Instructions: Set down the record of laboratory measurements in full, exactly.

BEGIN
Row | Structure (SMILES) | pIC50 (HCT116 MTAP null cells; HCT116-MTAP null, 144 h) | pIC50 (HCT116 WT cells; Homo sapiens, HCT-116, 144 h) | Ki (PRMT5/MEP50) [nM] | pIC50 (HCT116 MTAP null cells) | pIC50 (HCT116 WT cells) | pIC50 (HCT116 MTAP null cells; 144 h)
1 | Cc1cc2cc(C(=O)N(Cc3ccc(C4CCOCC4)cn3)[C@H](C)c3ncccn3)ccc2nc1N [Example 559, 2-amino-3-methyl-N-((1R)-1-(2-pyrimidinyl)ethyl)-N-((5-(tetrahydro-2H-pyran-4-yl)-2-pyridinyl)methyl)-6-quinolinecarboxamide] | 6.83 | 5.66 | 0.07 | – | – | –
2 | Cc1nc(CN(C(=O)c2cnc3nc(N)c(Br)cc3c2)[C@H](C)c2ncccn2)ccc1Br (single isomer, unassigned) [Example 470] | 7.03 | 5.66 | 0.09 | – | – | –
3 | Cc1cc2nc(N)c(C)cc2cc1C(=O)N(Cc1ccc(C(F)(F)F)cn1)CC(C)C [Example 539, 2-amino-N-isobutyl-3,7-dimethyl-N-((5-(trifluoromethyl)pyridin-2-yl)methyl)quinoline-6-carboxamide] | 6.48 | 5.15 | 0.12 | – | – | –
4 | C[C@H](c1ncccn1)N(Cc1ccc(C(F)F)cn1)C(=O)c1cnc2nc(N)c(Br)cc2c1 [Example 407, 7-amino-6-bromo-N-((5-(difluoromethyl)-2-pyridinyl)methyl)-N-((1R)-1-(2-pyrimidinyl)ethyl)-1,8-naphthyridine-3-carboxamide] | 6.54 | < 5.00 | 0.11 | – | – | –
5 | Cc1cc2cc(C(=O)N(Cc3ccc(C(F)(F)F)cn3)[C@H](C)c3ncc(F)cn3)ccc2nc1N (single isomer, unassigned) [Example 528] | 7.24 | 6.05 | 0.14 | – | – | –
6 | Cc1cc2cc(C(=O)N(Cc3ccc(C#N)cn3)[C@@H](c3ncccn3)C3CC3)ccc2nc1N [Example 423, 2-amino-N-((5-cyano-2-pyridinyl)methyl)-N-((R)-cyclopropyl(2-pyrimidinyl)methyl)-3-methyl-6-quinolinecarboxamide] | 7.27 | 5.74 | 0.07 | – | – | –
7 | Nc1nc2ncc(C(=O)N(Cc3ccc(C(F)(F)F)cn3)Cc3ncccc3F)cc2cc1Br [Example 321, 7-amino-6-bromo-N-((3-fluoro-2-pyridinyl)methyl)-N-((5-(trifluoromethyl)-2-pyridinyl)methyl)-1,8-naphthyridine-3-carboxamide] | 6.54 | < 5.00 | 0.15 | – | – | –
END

Row | Structure (SMILES) | pIC50 (HCT116 MTAP null cells; HCT116-MTAP null, 144 h) | pIC50 (HCT116 WT cells; Homo sapiens, HCT-116, 144 h) | Ki (PRMT5/MEP50) [nM] | pIC50 (HCT116 MTAP null cells) | pIC50 (HCT116 WT cells) | pIC50 (HCT116 MTAP null cells; 144 h)
1 | Cc1cc2cc(C(=O)N(Cc3ccc(C4CCOCC4)cn3)[C@H](C)c3ncccn3)ccc2nc1N [Example 559, 2-amino-3-methyl-N-((1R)-1-(2-pyrimidinyl)ethyl)-N-((5-(tetrahydro-2H-pyran-4-yl)-2-pyridinyl)methyl)-6-quinolinecarboxamide] | 6.83 | 5.66 | 0.07 | – | – | –
2 | Cc1nc(CN(C(=O)c2cnc3nc(N)c(Br)cc3c2)[C@H](C)c2ncccn2)ccc1Br (single isomer, unassigned) [Example 470] | 7.03 | 5.66 | 0.09 | – | – | –
3 | Cc1cc2nc(N)c(C)cc2cc1C(=O)N(Cc1ccc(C(F)(F)F)cn1)CC(C)C [Example 539, 2-amino-N-isobutyl-3,7-dimethyl-N-((5-(trifluoromethyl)pyridin-2-yl)methyl)quinoline-6-carboxamide] | 6.48 | 5.15 | 0.12 | – | – | –
4 | C[C@H](c1ncccn1)N(Cc1ccc(C(F)F)cn1)C(=O)c1cnc2nc(N)c(Br)cc2c1 [Example 407, 7-amino-6-bromo-N-((5-(difluoromethyl)-2-pyridinyl)methyl)-N-((1R)-1-(2-pyrimidinyl)ethyl)-1,8-naphthyridine-3-carboxamide] | 6.54 | < 5.00 | 0.11 | – | – | –
5 | Cc1cc2cc(C(=O)N(Cc3ccc(C(F)(F)F)cn3)[C@H](C)c3ncc(F)cn3)ccc2nc1N (single isomer, unassigned) [Example 528] | 7.24 | 6.05 | 0.14 | – | – | –
6 | Cc1cc2cc(C(=O)N(Cc3ccc(C#N)cn3)[C@@H](c3ncccn3)C3CC3)ccc2nc1N [Example 423, 2-amino-N-((5-cyano-2-pyridinyl)methyl)-N-((R)-cyclopropyl(2-pyrimidinyl)methyl)-3-methyl-6-quinolinecarboxamide] | 7.27 | 5.74 | 0.07 | – | – | –
7 | Nc1nc2ncc(C(=O)N(Cc3ccc(C(F)(F)F)cn3)Cc3ncccc3F)cc2cc1Br [Example 321, 7-amino-6-bromo-N-((3-fluoro-2-pyridinyl)methyl)-N-((5-(trifluoromethyl)-2-pyridinyl)methyl)-1,8-naphthyridine-3-carboxamide] | 6.54 | < 5.00 | 0.15 | – | – | –